This was another dress I thought was gorgeous but wrong for me. I can’t commit to the color red like that. If the swoopy gauzy part was gold or some color along those lines? If the skirt were more fitted? If the dress weren’t way too big on me? I would have been all over it. But the RotB is not a place for if-onlys.

Ok, let’s move on to gawking at the weird weird dresses:

Note: when this picture was taken, I was cheering for someone who just found her dress.

I believe this dress was made for a woman who grew up imagining she’d wear her mother’s wedding dress, but upon her engagement discovered to her dismay it had been thrown out during the last move/eaten by moths/destroyed in a fire/altered into non-recognition by a selfish little sister who just happens to be marrying the guy she’s in love with/never existed. Or maybe it actually is from the 1970s, and some Filene’s buyer found it under a pile of dust in a warehouse somewhere.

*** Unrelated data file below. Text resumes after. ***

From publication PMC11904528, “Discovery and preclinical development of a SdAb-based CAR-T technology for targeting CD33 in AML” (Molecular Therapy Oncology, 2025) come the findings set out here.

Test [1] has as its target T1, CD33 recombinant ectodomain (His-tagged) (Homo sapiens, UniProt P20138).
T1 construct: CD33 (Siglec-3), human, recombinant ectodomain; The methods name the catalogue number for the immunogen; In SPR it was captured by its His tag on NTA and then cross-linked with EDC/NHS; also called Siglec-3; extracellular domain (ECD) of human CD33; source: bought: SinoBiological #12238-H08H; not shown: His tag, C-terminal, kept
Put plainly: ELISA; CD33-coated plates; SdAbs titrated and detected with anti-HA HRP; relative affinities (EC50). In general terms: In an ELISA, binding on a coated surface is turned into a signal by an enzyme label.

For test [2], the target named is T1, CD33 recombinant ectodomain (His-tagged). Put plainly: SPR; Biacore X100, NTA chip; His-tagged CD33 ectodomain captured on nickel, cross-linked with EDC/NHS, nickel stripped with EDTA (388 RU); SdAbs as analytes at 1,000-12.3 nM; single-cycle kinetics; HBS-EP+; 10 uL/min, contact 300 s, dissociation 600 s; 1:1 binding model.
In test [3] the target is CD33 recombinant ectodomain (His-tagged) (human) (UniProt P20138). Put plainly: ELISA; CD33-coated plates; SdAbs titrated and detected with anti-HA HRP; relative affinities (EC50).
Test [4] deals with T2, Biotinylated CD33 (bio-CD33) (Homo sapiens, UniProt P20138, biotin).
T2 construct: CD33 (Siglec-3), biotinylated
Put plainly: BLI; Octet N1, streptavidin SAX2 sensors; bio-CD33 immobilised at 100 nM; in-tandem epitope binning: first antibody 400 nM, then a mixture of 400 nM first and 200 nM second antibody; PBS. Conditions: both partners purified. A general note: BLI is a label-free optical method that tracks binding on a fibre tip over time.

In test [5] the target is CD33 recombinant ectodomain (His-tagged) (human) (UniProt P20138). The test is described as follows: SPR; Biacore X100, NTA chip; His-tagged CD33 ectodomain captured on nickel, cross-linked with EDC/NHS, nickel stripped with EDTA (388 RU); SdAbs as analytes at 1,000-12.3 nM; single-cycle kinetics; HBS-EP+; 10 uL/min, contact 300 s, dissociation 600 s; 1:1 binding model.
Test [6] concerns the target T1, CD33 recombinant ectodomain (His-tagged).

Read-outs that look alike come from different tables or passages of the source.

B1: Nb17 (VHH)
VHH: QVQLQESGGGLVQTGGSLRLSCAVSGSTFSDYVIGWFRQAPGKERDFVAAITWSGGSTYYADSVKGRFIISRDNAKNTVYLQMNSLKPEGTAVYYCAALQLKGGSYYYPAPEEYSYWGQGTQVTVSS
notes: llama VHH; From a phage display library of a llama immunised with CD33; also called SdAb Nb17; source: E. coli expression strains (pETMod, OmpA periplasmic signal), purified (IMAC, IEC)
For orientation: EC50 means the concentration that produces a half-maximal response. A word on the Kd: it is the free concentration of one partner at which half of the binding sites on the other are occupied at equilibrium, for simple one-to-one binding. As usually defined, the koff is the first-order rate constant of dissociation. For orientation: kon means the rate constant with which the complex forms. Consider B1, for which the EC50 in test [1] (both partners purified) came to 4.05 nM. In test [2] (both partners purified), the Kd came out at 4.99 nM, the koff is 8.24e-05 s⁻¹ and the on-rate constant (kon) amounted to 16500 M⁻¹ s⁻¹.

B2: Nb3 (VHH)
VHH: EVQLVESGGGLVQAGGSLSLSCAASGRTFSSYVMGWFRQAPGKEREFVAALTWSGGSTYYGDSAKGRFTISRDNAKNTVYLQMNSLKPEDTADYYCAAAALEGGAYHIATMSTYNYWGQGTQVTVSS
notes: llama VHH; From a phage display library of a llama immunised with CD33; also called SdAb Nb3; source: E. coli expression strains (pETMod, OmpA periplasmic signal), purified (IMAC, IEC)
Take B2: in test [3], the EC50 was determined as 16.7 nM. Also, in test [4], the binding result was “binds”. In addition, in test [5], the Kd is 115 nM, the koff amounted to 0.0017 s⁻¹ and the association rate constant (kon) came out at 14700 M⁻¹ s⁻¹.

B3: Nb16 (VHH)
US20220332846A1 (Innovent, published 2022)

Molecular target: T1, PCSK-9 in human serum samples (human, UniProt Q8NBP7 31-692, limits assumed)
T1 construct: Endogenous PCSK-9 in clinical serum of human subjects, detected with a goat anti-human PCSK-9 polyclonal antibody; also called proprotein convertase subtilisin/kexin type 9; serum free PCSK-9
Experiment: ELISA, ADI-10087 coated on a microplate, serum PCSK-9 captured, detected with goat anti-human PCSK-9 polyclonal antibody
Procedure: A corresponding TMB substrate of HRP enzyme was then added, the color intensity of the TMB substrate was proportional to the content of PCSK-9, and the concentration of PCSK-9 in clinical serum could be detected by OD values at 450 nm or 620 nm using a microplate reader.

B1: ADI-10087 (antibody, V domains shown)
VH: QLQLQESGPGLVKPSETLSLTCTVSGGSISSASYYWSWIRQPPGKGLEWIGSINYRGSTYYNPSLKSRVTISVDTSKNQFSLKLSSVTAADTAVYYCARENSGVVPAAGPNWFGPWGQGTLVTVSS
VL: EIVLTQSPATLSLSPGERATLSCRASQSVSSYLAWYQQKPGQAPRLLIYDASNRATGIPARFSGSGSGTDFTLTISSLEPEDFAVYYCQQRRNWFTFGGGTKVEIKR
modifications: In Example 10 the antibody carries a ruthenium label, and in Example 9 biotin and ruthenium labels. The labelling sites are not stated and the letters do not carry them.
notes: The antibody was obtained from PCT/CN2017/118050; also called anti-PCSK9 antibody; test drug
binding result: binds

This is incredibly unflattering nightie is a steal at the sale price of $700! If I wanted to convincingly make one of my boobs look much smaller than the other and create a faux “baby bump” with prosthetics, I’d easily spend twice that much! In addition to being a convincing disguise, this sleepwear can also be worn at your wedding. For the bride who wants that just-rolled-out-of-bed look at the altar! (I was attempting to look like I just woke up in that photo, but I think I look more like I hate you.  Which might be true when I have just woken up. I can be kind of a bitch before I have my coffee.)

I tried on this dress because on the hanger I could not tell what it was supposed to look like. Putting it on my body did not clear up that confusion at all. Why this dress was designed is one of the great mysteries of our time. The mesh up top? The little strings around the shoulders? The waistline that plunged to about an inch above my knee? I think this dress might be a practical joke. And in case you cannot tell from the expression on my face: I am not amused.